10 things you need to know about the ‘Godzilla’ reboot | Lifestyle.INQ

OCTOBER 27, 2022

Director Gareth Edwards (left) with Bryan Cranston. PHOTO COURTESY OF WARNER BROS. PHILIPPINES
Director Gareth Edwards (left) with Bryan Cranston. PHOTO COURTESY OF WARNER BROS. PHILIPPINES

1. Despite being a young and new director, Gareth Edwards was asked to work on the project because of his independent film “Monsters,” which he finished with a relatively low budget, multitasking as writer, director, cinematographer, while also working on creature design and visual effects. Asked if he said yes to doing “Godzilla” right away, Gareth said, “I thought about it for two seconds. It was scary but I was more afraid of being an old man and telling my kids one day, “Oh, I was offered Godzilla.”


“Why didn’t you do it? Why didn’t you do it, granddad?”


“And I’d go, ‘Oh well, there was a lot of pressure and, you know, the fans have really strong opinions.’ The fear of being that guy who turned it down versus the fear of what’s actually involved in making it, I was more afraid of turning it down. It was like, I’ve got to do this but sh*t, we’ve got to do it well.”


2. All the people cast in the film were the filmmakers’ foremost choices. Producer Thomas Tull said, “That almost never happens. We were very fortunate.”



Ken Watanabe, Bryan Cranston, Elizabeth Olsen and Aaron Taylor-Johnson have all said that they agreed to do the film after spending time with director Gareth Edwards.


3. Edwards wanted to cast Cranston not because of his role on “Breaking Bad” but because of “Malcolm in the Middle.”


“I hadn’t seen much of ‘Breaking Bad’ at that time,” Edwards said. “Bryan’s an incredible actor. He’s such a funny guy. He was always making jokes and he kept it very light even though what they were doing in front of the camera was so heavy. We put together a reel of funny outtakes and it was basically one big Bryan Cranston show reel.”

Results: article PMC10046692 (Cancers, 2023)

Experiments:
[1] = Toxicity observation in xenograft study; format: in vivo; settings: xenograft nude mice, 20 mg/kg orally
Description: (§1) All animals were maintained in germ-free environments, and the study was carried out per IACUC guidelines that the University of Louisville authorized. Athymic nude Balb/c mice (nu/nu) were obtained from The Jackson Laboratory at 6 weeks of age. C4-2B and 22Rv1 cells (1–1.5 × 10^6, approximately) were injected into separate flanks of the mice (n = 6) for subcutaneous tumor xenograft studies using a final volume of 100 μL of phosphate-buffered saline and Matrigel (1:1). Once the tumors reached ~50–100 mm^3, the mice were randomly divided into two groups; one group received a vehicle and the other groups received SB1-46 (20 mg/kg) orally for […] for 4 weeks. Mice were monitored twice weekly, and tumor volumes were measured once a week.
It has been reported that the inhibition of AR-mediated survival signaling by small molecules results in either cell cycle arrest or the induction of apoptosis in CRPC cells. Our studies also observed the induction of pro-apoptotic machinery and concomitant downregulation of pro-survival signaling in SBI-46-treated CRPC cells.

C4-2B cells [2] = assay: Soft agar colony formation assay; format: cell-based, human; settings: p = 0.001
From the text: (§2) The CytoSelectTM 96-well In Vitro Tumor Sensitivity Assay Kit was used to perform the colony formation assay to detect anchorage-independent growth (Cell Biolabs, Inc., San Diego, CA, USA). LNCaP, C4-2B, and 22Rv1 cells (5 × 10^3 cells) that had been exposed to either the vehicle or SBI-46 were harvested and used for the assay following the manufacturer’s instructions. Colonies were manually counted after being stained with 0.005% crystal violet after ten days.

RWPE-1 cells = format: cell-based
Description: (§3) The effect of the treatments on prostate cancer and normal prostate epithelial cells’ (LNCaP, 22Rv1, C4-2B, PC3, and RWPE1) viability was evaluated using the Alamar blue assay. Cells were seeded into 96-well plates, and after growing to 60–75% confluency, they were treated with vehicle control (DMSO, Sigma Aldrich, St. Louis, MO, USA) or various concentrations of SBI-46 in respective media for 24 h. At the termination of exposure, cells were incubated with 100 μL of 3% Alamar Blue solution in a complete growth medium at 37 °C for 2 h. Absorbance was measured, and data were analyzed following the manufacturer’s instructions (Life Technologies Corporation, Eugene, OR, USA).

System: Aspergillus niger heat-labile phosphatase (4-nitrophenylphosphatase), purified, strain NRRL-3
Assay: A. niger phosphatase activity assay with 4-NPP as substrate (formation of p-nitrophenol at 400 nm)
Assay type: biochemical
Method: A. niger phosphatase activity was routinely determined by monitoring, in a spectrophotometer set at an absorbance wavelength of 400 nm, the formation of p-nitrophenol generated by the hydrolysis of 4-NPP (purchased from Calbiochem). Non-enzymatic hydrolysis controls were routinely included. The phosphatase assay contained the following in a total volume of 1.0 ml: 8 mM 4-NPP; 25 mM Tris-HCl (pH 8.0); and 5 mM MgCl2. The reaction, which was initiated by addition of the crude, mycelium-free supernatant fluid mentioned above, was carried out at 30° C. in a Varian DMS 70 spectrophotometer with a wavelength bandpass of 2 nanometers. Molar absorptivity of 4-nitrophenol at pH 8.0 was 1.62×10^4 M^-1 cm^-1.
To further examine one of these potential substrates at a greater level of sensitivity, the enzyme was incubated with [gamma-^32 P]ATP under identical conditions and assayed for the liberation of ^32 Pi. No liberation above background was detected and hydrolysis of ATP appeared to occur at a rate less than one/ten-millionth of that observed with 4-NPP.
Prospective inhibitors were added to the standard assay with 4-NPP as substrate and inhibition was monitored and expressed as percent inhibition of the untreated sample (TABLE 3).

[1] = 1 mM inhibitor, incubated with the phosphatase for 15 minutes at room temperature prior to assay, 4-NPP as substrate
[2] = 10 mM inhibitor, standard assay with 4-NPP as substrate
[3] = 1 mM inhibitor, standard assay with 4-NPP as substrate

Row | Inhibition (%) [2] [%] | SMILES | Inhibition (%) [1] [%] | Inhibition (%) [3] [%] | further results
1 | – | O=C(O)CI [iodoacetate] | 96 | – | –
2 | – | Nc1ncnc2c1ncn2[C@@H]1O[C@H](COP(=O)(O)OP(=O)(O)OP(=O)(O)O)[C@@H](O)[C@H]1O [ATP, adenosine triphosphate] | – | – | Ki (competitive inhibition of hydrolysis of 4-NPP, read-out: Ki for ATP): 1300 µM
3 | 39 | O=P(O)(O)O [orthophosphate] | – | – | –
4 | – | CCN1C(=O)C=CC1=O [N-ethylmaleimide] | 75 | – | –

4. Budget for the film was $160 million.


5. Some fans say they wanted more screen time for Godzilla, but Tull said, “That was a very conscious choice. It should be a big deal that Godzilla is onscreen. It’s a force of nature, it’s an awe-inspiring event. We didn’t want that to be common. We wanted to be restrained and not be over the top.”


Ken Watanabe (left) and David Strathairn. PHOTO COURTESY OF WARNER BROS. PHILIPPINES

6. It took months and hundreds of versions of Godzilla before they decided on the one that you will see in cinemas. Edwards was in London but he would Skype with Weta workshop in New Zealand to work on the design. He likened the process of designing Godzilla to solving a Rubik’s Cube.


“He would have it in 3D and share his desktop and for hours and hours, we would just sit and chat and he would rotate the model and he would push and pull shapes. It was like a Rubik’s Cube. You get one side right and you turn it and you’ve ruined the other side. We just kept going until you could rotate that thing 360 degrees and not have anything you’d want to change. It’s not like a Rubik’s Cube where you can peel the stickers off and cheat,” said Edwards.


7. The filmmakers say they spent an enormous amount of time on Godzilla’s roar.


8. The film’s production and visual effects people have previously worked on “The Matrix,” “The Lord of the Rings” and “Star Wars.” Edwards calls them “his heroes” and “the A-Team, but not literally, that would be weird.”


9. Ken Watanabe’s character, the Japanese scientist Dr. Ishiro Serizawa, is the first person in the movie to say the word “Godzilla.” Watanabe said that Edwards and the producer wanted him to use the English pronunciation but he refused. “They asked, ‘Can the pronunciation be a little more English?’ I said, ‘No, I don’t want to do that.’ It’s important. I’m playing a Japanese scientist, I need to say ‘Gojira.’”


10. Will there be a sequel? Tull said, “We don’t want to jinx anything. We just hope people love this one and we’ll kind of go from there.”





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